Cat: What needs to be done to increase understanding of disability and the benefits of employing or retaining people with disabilities like MS?
Graeme Whippy: Right. So, how do we change employers’ mindsets around difference, I think that’s the bigger question. I think one of the challenges we have faced for many years is that people recruit people like them. And that means that you will end up with a very homogenous group. Now, in TV that does not work, because if everybody thinks the same, then you’re not going to be getting fresh ideas and fresh perspectives.
And actually, that applies not just to TV but to all businesses. If you create a really good mixed team of people who have different life experiences, different perspectives, different ways of approaching problems or situations, you will get a much greater variety of ideas and solutions coming up, and that could work just as well in the bank as it would do in a TV company, okay? So I think the first step is actually for employers to really, really, truly understand the value of difference.
You know, we’ve got a different life experience, we would bring something different to the workplace. You then layer on top of that, disability. Now, the challenge with disability is that people still tend to be quite awkward about it. So they’re kind of getting quite cool, I think, with the fact that somebody might be gay. I think they’re getting cooler around the colour of someone’s skin, although I think there is still a massive problem there in the media sector. But we’re kind of getting there with those.
But with disability, it’s still more of a taboo, awkward kind of subject. And then the second thing with disability is the assumptions that people make about what you can and can’t do, or what a disabled person can and can’t do. So it’s kind of layers of stuff that an employer’s got to deal with.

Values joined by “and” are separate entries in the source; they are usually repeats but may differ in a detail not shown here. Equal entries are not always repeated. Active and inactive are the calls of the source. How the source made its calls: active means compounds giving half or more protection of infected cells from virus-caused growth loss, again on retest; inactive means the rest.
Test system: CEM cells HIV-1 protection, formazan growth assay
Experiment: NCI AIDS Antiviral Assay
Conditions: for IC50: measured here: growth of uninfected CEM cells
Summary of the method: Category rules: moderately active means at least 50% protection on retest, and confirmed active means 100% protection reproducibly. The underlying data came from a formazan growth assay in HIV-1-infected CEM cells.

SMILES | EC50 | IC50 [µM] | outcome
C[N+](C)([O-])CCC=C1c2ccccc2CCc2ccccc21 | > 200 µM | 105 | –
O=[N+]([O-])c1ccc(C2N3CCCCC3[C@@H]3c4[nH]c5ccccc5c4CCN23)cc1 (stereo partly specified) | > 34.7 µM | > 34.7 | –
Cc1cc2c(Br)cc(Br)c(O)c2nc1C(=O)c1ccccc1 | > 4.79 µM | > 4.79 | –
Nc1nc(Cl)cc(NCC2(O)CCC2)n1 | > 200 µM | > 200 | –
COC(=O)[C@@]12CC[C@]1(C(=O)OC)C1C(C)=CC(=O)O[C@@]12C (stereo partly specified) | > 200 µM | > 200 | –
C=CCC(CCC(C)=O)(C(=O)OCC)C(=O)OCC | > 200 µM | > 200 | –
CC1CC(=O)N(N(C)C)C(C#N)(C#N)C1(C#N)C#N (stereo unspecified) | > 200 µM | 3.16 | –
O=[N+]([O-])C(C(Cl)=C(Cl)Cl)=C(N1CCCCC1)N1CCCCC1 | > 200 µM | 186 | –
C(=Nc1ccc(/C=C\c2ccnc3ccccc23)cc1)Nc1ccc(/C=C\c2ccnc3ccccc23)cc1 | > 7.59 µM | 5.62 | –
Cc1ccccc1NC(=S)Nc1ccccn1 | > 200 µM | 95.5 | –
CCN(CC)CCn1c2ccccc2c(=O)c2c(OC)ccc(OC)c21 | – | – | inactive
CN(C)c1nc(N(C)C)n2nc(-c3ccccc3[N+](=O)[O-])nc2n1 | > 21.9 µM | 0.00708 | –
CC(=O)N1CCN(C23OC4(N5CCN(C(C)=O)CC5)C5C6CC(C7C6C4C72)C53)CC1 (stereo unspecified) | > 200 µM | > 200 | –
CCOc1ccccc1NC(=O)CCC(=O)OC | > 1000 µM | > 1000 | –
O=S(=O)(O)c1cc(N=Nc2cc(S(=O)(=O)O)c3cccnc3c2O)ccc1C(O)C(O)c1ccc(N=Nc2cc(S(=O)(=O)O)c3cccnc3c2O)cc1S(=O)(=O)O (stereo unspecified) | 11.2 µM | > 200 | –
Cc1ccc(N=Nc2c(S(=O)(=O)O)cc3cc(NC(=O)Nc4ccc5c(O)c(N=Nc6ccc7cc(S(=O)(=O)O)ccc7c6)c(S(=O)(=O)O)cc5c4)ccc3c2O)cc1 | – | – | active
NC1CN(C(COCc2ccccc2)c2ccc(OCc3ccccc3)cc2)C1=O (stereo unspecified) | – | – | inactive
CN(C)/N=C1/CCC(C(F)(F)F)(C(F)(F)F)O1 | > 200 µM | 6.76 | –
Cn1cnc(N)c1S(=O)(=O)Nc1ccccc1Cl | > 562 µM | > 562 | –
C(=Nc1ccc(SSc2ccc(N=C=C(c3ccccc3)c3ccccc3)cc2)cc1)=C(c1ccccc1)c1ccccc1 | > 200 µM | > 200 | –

So they’ve got to get their head around difference is good, get their head around the fact that a disabled person, it doesn’t have to be awkward, and actually, they can be bloomin’ good at the job. They’ve got to get through all that, kind of all those mental barriers then to start thinking about recruiting and employing disabled people.
So it’s about changing, the short answer is, it’s about changing employer mindset and actually getting them to see the talent that’s there, not the colour of its skin, its sexual orientation or whether it has an impairment or a health condition, or a condition.
And how do you do that?
How do you do that? Proof of the pudding.
I think we still don’t have – what haven’t we done? We still don’t have enough senior leaders in business, employers who are disabled. I think as soon as you get somebody who has an impairment or a physical or a mental condition, that then starts to say to people, look, I’m where I am, I’m successful, but I’ve got x. And actually role models like that are incredibly powerful. We’re not there yet.
So that’s kind of, that’s where we need to get to. In lieu of that I think we need those employers who are enlightened, who get those things I’ve just spoken about, need to shout about it. Stories, tell stories about successful disabled people, what they’ve achieved, how they’ve achieved it, how they’ve managed to battle their way through the attitudinal biases and barriers that are there. So I think it’s about the proof of the pudding’s in the eating, it’s about people showing what can be done. And there’s probably training, and there’s sources of advice.
It’s letting people know about Access to Work and all this kind of stuff, like the practical things behind it as well.